Cantera Equestrian School in Ridgefield has taught students of all ages about the benefits of horse riding since 2013.
Co-owner Julie Kennedy started the school after working for the cable provider Windstream due to her love for horses.
“It was always a lifelong dream for me to have a horse farm one day,” said Kennedy. “I had kids on the younger side and fell into corporate America in whatever jobs I needed to do, and it felt like the dream was never going to happen.”
Kennedy said her daughter started to take riding lessons and got along well with her riding instructor. Later, a property became available so Kennedy decided to bring her dream to fruition with the help of Kelly Kidd and Ann Boucher.
“Eight years later, we’re still going strong,” Kennedy said.
Kennedy said horses are beneficial to people because “life lessons are learned at the barn, whether that’s from perseverance or thinking something is too challenging to do, but then you’re able to actually do it.”
She said it’s empowering to work with a horse and ride them successfully, since they can weigh up to 1,200 pounds.
A kid who has trouble speaking up for themselves in school or an adult who has the same problem at work could benefit from horse training because of the leadership skills people learn, Kennedy said. Quick thinking and decision making is also something that comes from working with horses, she said.
Kennedy emphasized that middle school can be challenging for adolescents, so the school aims to be their safe space.
“If they’ve had a tough day, they’re here in their happy place and everything feels better again,” she said.
Aside from teaching students, Cantera also allows clients to bring their own horses so the animals themselves can be trained.
Kennedy is also a member of 4-H. She trained in the horse program for nine years as she learned to hone her riding and horsemanship skills. Starting in the club as a child, she also learned how to be part of a team and mentor younger members as she got older.
An exceptional horse at the farm is Jazzy, who has been around since the beginning of the school. Kennedy said the horse is patient and stands calmly as children clean the animal, pick her hoofs and saddle her. During summer camp, the horse allows the kids to paint her hair or tie ribbons to her tail. Jazzy, who is in her 20s, is used for teaching kids to walk, trot, and cantor. “She’s just been an absolute rock star of our program,” said Kennedy.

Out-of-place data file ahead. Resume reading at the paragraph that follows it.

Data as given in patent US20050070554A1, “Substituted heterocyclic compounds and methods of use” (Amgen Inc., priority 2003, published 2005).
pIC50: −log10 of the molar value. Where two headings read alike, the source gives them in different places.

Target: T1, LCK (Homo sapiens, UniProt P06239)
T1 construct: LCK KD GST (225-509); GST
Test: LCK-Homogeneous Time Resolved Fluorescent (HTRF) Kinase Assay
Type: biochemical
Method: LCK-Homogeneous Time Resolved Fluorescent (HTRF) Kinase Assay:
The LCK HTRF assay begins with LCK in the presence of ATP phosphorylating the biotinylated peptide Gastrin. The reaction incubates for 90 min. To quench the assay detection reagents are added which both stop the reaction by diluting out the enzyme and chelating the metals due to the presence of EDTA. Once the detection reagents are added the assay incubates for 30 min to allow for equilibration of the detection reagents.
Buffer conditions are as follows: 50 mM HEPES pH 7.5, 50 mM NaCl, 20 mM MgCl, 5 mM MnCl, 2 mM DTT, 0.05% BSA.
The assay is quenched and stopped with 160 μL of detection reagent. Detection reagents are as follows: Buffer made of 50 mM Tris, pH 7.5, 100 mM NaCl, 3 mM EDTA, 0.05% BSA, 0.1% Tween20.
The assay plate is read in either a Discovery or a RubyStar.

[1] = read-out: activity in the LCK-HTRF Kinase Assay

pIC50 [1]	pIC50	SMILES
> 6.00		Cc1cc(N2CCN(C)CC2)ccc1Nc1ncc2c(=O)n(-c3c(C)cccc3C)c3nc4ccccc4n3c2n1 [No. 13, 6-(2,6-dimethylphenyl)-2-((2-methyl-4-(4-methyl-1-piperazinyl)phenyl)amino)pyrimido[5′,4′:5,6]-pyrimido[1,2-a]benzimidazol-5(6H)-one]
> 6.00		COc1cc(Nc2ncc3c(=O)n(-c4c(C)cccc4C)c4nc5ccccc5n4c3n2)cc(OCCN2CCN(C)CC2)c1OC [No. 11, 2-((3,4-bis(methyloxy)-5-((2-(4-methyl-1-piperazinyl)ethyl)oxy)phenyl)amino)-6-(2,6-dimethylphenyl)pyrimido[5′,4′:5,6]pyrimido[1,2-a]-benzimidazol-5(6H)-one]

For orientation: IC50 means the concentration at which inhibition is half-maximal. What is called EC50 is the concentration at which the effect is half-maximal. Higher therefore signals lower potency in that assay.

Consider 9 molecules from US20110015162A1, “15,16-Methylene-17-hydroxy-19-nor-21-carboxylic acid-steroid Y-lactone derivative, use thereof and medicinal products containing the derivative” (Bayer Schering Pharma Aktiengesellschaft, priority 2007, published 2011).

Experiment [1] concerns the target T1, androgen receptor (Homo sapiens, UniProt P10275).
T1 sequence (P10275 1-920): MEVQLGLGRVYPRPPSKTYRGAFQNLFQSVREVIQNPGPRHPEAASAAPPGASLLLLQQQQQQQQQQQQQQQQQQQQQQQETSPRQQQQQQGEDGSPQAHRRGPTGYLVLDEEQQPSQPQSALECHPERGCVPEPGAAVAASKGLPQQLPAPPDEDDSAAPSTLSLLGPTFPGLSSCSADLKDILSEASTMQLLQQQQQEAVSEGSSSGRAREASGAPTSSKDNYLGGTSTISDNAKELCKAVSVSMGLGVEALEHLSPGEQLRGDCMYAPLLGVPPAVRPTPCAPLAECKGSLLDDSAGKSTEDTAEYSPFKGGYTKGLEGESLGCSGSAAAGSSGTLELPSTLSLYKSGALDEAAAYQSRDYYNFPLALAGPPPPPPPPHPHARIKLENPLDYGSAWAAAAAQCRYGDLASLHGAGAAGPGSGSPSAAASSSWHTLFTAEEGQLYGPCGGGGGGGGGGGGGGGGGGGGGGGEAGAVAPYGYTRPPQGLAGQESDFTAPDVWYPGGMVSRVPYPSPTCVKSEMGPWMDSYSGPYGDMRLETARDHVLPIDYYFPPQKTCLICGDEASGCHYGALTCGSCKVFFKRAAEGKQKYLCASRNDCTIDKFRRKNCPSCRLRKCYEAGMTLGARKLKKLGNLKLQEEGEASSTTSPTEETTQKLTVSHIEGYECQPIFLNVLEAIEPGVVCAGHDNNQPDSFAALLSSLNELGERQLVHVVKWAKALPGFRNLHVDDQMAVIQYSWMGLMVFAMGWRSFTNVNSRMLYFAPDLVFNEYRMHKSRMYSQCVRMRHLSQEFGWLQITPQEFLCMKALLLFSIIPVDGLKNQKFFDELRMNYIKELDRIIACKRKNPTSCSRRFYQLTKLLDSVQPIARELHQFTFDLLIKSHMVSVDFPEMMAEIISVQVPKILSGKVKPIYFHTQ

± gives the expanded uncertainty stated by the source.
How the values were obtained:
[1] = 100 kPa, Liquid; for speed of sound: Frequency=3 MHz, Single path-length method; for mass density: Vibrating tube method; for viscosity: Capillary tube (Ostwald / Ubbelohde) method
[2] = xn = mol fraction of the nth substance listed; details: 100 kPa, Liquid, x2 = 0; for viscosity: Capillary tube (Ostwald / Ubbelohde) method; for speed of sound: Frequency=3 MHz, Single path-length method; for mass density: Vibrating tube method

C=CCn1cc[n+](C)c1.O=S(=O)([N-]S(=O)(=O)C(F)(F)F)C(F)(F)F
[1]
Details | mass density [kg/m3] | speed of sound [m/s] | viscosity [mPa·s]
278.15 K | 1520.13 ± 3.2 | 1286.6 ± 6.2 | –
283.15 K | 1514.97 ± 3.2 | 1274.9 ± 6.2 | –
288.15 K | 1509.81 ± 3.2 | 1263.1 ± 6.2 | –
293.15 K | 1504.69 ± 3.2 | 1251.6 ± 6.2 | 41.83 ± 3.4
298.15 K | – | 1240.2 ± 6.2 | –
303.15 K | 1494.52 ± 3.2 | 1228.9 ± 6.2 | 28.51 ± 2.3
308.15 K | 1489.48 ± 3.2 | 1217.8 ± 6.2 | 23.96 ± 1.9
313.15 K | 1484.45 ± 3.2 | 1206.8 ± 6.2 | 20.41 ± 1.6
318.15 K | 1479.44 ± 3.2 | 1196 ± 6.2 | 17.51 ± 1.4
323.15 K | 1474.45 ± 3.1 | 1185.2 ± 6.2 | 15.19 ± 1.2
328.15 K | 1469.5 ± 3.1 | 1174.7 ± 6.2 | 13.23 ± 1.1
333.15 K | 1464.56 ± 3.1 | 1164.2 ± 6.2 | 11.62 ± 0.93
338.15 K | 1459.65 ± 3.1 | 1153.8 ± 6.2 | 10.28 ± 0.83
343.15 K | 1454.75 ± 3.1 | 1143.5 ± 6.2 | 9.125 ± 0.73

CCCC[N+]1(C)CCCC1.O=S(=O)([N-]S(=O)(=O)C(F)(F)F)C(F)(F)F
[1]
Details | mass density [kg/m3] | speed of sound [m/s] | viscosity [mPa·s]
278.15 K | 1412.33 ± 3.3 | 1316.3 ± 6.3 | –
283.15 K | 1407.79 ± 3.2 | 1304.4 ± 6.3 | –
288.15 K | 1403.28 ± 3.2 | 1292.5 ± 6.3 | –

Then there’s the horse named Henry, who Kennedy calls a “really stellar horse” and “the coolest gentle giant.” The horse is half Percheron, half Tennessee Walker and is 19 years old. The animal works with kids who are learning to trot and adults who are learning to jump over cavalettis. The horse used to be an eventer, which involves dressage, cross country and show jumping. Kennedy said he’s a favorite among many students because of his versatility and flexibility across multiple programs. He also gives more timid riders confidence, she said.
At the start of the pandemic, the team was in fear the farm would close because they had to shut down lessons, but they had a number of students who continued to pay their monthly riding tuition bill. That helped keep the school afloat despite being temporarily closed. Once they were allowed to open again, Cantera hosted make-up lessons which got the students back on track.
“It’s truly a testament to our absolutely wonderful clients we have that we were able to make it through,” Kennedy said.
To schedule lessons, Cantera can be reached at 360-607-0493 or through their website at can teraequestrian.com/contact-us. The stables are located at 1613 NE 259th St. in Ridgefield. The school is open from 10 a.m. to 8 p.m.
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